Meir Indor, head of the Almagor Terror Victims’ Association, called on Israel Security Agency (ISA) Chief Yoram Cohen to apologize to the family of the teen who was stabbed by an Arab terrorist on Shabbat.
In a statement, Indor said that Israel’s deal with Hamas, which saw the release of 477 terrorists in exchange for Gilad Shalit, directly led to the stabbing.
“Knowing the family and their son who was stabbed, I call on the head of the ISA, who also knows the family well, to come to apologize to them after declaring a few days ago that he could handle the release of the terrorists,” Indor said.
“He should immediately destroy the terrorist’s home as if he killed someone,” he added.
The 17-year-old boy, Yehuda Ne’emad, was stabbed on Saturday afternoon while sitting on a bench with a friend in Jerusalem’s Ramot neighborhood. A neighborhood doctor and medics from Magen David Adom treated him at the scene before rushing him to Hadassah Ein Kerem Medical Center in the capital city.
Ne’emad was stabbed twice, in the stomach and back. He is currently sedated and is on a respirator, unable to breathe on his own.
“The young Arab who came to stab Yehuda did so knowing that he would be released a short time later in an exchange deal,” Indor said, referring to the Shalit deal. “This is part of a spontaneous wave of attempted stabbings, stone throwing and petrol bomb throwing, which started when the Shalit deal was made public.” There was another incident in Gush Etzion.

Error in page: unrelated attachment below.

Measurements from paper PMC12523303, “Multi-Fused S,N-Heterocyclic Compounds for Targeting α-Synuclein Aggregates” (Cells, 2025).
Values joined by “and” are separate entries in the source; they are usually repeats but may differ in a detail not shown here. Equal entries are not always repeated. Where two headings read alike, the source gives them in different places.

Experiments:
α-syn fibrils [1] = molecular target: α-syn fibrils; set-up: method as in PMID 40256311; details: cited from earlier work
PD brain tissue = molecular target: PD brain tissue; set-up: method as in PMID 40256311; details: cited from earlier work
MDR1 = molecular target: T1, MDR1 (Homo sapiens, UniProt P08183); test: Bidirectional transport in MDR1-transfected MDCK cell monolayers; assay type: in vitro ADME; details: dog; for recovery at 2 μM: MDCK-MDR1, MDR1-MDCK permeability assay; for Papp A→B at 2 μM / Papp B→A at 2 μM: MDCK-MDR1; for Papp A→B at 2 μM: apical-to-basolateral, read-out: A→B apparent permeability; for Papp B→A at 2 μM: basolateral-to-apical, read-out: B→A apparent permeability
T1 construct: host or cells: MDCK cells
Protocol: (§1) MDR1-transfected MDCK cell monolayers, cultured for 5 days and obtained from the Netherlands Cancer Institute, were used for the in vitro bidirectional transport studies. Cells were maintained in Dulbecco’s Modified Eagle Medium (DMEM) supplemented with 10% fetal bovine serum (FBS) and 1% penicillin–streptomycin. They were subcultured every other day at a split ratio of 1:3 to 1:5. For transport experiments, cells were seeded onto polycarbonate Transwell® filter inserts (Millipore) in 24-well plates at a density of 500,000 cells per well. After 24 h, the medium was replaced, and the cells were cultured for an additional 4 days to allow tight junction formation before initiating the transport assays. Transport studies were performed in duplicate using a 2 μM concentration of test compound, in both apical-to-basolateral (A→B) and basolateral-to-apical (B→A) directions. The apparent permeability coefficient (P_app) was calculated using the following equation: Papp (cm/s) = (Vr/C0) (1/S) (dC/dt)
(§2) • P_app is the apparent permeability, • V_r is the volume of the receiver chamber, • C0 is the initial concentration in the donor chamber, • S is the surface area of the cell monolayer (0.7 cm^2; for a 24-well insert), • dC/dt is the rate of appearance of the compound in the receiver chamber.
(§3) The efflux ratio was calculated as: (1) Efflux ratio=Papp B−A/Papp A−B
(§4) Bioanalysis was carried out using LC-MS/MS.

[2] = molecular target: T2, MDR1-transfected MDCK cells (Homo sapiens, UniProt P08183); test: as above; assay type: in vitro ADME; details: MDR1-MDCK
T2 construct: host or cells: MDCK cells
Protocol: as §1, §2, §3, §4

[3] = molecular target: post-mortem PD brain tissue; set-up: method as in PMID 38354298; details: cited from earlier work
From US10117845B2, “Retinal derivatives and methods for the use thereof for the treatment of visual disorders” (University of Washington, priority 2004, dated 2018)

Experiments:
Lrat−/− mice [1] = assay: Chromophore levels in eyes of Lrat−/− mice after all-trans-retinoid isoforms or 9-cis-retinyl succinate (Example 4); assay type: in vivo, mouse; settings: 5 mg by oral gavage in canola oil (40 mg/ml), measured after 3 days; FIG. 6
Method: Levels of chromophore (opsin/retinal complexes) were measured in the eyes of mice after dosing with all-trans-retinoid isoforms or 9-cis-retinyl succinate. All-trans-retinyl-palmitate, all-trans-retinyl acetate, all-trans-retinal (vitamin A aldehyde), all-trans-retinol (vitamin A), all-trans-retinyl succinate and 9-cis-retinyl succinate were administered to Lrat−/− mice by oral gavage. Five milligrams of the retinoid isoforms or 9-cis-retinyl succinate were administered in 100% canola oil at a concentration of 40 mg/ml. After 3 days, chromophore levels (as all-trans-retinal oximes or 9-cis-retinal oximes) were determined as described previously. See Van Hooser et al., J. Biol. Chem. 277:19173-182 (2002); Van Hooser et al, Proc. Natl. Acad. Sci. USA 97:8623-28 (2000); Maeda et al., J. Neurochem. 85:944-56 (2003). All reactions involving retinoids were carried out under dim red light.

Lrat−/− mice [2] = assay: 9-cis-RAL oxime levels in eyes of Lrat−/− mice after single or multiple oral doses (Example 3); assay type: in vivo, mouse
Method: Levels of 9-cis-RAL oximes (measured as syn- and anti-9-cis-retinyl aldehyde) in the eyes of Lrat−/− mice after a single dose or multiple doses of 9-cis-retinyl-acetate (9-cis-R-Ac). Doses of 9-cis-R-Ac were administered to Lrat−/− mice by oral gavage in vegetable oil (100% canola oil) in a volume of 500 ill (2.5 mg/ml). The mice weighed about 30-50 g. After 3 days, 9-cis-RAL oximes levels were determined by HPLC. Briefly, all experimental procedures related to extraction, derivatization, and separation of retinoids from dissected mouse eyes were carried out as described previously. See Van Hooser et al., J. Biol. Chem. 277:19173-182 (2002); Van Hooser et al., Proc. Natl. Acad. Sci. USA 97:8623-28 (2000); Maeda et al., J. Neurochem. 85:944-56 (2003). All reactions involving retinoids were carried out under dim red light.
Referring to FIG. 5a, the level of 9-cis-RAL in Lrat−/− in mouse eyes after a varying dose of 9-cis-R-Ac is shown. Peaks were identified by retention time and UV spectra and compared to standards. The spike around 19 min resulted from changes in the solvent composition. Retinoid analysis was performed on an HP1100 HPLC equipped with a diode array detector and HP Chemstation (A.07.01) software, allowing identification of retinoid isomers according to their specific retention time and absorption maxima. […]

He added, “Young Arabs feel that the mechanisms of punishment were abolished with the massive release, and many are trying to liken themselves to those who were released and have become heroes who defeated Israel.”
Indor said that a huge propaganda campaign has hit Arab streets since the Shalit deal was implemented.
“There is a huge propaganda campaign which has not reached the Israeli public,” he said. “Stories about the terrorists who were released, interviews with them and their families and details of the murders are told on radio and television stations, in the written press and in mosques. All these things become recruiting mechanisms for young individuals to carry out attacks, even before the wave of organized terror attacks now threatening Israel.”
“Security officials must find ways to regain deterrence,” Indor concluded.
Following the attack, the IDF began a manhunt for the terrorist in the Palestinian Authority village of Beit Iksa. Late on Saturday night, a large force of IDF soldiers entered the village, which is in Area B – an area jointly administered by Israel and the PA.